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transformation. Creating a morphed image output that displays the original image of the plant from the results of the morphological Transformation process in the previous process, Fig 22 (a) is the result of returning the original image of the plant to the morphological transformation process.

Find and draw contours from the outer edges on the crop image and mark each plant center with a circle according to the size of the plant. Fig 22 (b) is the result of finding and practices contours in crop images, Fig 23 (a) is the return of the original image of the crop in the process of making contours and Fig 23 (b) is the result of the process of marking plants with circles.

(a) (b) Fig 19 (a) Original Image (b) Blurring Process Results

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Fig 20 (a) Convert RGB images to HSV (b) Thresholding Process Results

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Fig 21 (a) Result of Image return on Thresholding process (b) Results of the Morphological Transformation process

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Fig 22 (a) Result return image in the Morphological Transformation process (b) Results of making Contours

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Fig 23 (a) Results return image on the making of Countours (b) Crop Marking Process Results

Fig 24 is the overall working of the system is being discussed of hardware implementation.

Fig 24 Overview Farmbot Hardware

IV.CONCLUSIONS

Users can perform farming activities such as planting and watering using these Farmbot applications that are all controlled from the computer, and mobile phones from any location connected to the Internet. From the testing functionality to the features of the Farmbot system and the user system of the created Farmbot application, it can be concluded that all features work according to their functions. From the integration testing of the features in the application are monitoring, controlling and scheduling. From data monitoring tests conducted on two devices, namely the camera and the soil sensor can display images and display the value of soil humidity in real-time when connected to the Internet network. Monitoring tests can display the display of the spellcity of the planting area using auto-scanning. From testing controlling on hardware such as stepper motors, vacuum pumps, and water pumps that are used can run and work according to their functions. From testing scheduling to scheduling watering and scanning can run according to the time specified by the user. At scheduling watering pay attention to the soil, moisture parameters and the amount of water desired.

REFERENCES

[1] B. Krisnamurthi, “Analisa Ekonomi: Hari Pangan Sedunia dan Sawit Indonesia,” 2016. [Online]..[Accessed: 12-Apr-2019]

[2] United Nations, Department of Economic and Social Affairs, Population Division, 2009. World Population To Exceed 9 Billion By 2050.

[3] Badan Pusat Statistik (BPS), 2013. Laporan Hasil Sensus Pertanian 2013. Yogyakarta: Badan Pusat Statistik Provinsi DIY.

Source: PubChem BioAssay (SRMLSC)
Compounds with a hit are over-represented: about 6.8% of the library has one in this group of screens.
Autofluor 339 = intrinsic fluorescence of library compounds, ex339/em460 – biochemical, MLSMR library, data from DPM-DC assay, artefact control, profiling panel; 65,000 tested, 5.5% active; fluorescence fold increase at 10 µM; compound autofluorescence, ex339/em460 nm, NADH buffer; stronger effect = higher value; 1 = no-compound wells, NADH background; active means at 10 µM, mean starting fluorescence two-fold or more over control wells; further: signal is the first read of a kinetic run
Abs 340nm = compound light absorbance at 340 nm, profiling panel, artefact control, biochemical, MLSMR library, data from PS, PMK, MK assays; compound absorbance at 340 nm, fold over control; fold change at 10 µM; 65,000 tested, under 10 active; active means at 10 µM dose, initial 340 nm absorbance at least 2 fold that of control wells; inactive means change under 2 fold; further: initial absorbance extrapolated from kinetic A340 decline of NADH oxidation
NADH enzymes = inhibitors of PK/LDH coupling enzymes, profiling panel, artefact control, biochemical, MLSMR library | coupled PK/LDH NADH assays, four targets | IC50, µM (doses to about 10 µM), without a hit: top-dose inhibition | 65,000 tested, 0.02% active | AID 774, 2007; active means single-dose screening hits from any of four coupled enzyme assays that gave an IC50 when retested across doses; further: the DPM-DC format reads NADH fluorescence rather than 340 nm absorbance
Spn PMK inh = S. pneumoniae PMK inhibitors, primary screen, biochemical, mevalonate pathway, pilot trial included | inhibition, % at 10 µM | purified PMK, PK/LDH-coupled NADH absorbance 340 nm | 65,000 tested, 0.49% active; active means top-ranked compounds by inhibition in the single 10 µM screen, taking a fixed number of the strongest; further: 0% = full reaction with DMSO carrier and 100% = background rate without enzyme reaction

[4] Winarto, Y. & Yuniartha, L., 2018. Alih fungsi lahan sawah capai 200.000 ha per tahun. [Online].. [Accessed: 15-Apr-2019]

[5] Lu Y. Industry 4.0: A survey on technologies, applications and open research issues. Journal of Industrial Information Integration. 2017;6:1-10.

[6] Zhang N, Wang M, Wang N. Precision agriculture—a worldwide overview. Computers and Electronics in Agriculture. 2002;36(2):113-32.

[7] Bongiovanni, R. & Lowenberg-Deboer, J., 2004. Precision Agriculture, 5(4), pp. 359-387.

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[9] Sommerville, Ian.2011.Software Engineering. 9th Edition. America : Pearson Education ,Inc.

[10] R. Aronson, "Exploring the Carbon Footprint of FarmBot," [Online]. Available: Farmbot.io/footprint/.

[11] E. A. Jack Brown, "Polar Coordinate FarmBot Final Project Report," 2017.

Figure

Fig 3 Conceptual Model

Fig 3

Conceptual Model p.2
Fig 1 High Level Cartesian FarmBot Design

Fig 1

High Level Cartesian FarmBot Design p.2
Fig 2 Farmbot Web-based Interface

Fig 2

Farmbot Web-based Interface p.2
Fig. 4 Overview of the Farmbot Hardware and Software system
Fig. 4 Overview of the Farmbot Hardware and Software system p.3
Fig 9 Display Manual Move Control

Fig 9

Display Manual Move Control p.4
Fig. 5 Wiring Diagram
Fig. 5 Wiring Diagram p.4
Fig. 6 Main View Application
Fig. 6 Main View Application p.4
Fig 7 Display Menu Bar

Fig 7

Display Menu Bar p.4
Fig 10 Display Scanning Control

Fig 10

Display Scanning Control p.5
Fig 10 is a scanning control function for shooting the  whole Farmbot area displayed on the display scanning result

Fig 10

is a scanning control function for shooting the whole Farmbot area displayed on the display scanning result p.5
Fig 11 Flow Movement Scanning System & watering scheduling

Fig 11

Flow Movement Scanning System & watering scheduling p.5
Fig 12 Display Status System

Fig 12

Display Status System p.5
Fig 14 Display Event Schedule

Fig 14

Display Event Schedule p.5
Fig 17 Display Image Processing Result

Fig 17

Display Image Processing Result p.6
Fig 18 Plant Detection Algorithm Process

Fig 18

Plant Detection Algorithm Process p.6
Fig 15 Display Input & Database Planting

Fig 15

Display Input & Database Planting p.6
Fig 24 Overview Farmbot Hardware

Fig 24

Overview Farmbot Hardware p.7
Fig 19 (a) Original Image  (b) Blurring Process Results

Fig 19

(a) Original Image (b) Blurring Process Results p.7
Fig 20 (a) Convert RGB images to HSV  (b) Thresholding Process Results

Fig 20

(a) Convert RGB images to HSV (b) Thresholding Process Results p.7
Fig 23 (a) Results return image on the making of Countours (b) Crop Marking Process Results

Fig 23

(a) Results return image on the making of Countours (b) Crop Marking Process Results p.7
Fig 21 (a) Result of Image return on Thresholding process (b) Results of the Morphological Transformation process

Fig 21

(a) Result of Image return on Thresholding process (b) Results of the Morphological Transformation process p.7

References